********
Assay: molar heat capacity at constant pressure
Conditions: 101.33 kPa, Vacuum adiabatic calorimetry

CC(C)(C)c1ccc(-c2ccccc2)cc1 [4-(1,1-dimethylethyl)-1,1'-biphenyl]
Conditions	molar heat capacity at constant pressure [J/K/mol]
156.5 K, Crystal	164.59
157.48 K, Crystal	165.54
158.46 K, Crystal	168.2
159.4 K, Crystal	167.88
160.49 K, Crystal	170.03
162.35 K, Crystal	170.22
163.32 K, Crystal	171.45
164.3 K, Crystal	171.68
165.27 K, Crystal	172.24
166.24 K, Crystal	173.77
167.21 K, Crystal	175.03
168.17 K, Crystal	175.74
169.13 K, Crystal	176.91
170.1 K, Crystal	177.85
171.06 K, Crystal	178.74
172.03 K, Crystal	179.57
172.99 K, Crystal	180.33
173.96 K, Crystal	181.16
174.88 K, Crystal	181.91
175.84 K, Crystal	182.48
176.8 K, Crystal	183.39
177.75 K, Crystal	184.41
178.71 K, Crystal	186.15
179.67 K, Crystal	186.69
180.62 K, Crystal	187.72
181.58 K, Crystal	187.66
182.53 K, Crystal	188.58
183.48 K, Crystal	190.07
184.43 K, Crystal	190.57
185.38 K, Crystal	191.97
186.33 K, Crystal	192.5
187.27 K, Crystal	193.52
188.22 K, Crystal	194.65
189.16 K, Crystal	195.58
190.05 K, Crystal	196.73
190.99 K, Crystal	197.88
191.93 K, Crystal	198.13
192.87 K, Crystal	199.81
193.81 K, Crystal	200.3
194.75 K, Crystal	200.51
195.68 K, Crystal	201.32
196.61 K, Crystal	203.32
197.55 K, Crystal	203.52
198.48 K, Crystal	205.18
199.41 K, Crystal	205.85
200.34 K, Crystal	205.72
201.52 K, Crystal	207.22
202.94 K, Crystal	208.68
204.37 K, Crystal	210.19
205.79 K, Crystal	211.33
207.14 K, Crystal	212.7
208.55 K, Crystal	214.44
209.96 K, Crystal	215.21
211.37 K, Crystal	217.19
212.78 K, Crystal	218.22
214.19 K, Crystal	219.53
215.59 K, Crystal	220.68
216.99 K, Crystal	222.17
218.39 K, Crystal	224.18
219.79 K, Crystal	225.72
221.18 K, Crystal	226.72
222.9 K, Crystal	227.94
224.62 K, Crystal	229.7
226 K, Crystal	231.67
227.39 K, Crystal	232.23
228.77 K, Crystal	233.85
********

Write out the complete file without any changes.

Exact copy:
Assay: molar heat capacity at constant pressure
Conditions: 101.33 kPa, Vacuum adiabatic calorimetry

CC(C)(C)c1ccc(-c2ccccc2)cc1 [4-(1,1-dimethylethyl)-1,1'-biphenyl]
Conditions	molar heat capacity at constant pressure [J/K/mol]
156.5 K, Crystal	164.59
157.48 K, Crystal	165.54
158.46 K, Crystal	168.2
159.4 K, Crystal	167.88
160.49 K, Crystal	170.03
162.35 K, Crystal	170.22
163.32 K, Crystal	171.45
164.3 K, Crystal	171.68
165.27 K, Crystal	172.24
166.24 K, Crystal	173.77
167.21 K, Crystal	175.03
168.17 K, Crystal	175.74
169.13 K, Crystal	176.91
170.1 K, Crystal	177.85
171.06 K, Crystal	178.74
172.03 K, Crystal	179.57
172.99 K, Crystal	180.33
173.96 K, Crystal	181.16
174.88 K, Crystal	181.91
175.84 K, Crystal	182.48
176.8 K, Crystal	183.39
177.75 K, Crystal	184.41
178.71 K, Crystal	186.15
179.67 K, Crystal	186.69
180.62 K, Crystal	187.72
181.58 K, Crystal	187.66
182.53 K, Crystal	188.58
183.48 K, Crystal	190.07
184.43 K, Crystal	190.57
185.38 K, Crystal	191.97
186.33 K, Crystal	192.5
187.27 K, Crystal	193.52
188.22 K, Crystal	194.65
189.16 K, Crystal	195.58
190.05 K, Crystal	196.73
190.99 K, Crystal	197.88
191.93 K, Crystal	198.13
192.87 K, Crystal	199.81
193.81 K, Crystal	200.3
194.75 K, Crystal	200.51
195.68 K, Crystal	201.32
196.61 K, Crystal	203.32
197.55 K, Crystal	203.52
198.48 K, Crystal	205.18
199.41 K, Crystal	205.85
200.34 K, Crystal	205.72
201.52 K, Crystal	207.22
202.94 K, Crystal	208.68
204.37 K, Crystal	210.19
205.79 K, Crystal	211.33
207.14 K, Crystal	212.7
208.55 K, Crystal	214.44
209.96 K, Crystal	215.21
211.37 K, Crystal	217.19
212.78 K, Crystal	218.22
214.19 K, Crystal	219.53
215.59 K, Crystal	220.68
216.99 K, Crystal	222.17
218.39 K, Crystal	224.18
219.79 K, Crystal	225.72
221.18 K, Crystal	226.72
222.9 K, Crystal	227.94
224.62 K, Crystal	229.7
226 K, Crystal	231.67
227.39 K, Crystal	232.23
228.77 K, Crystal	233.85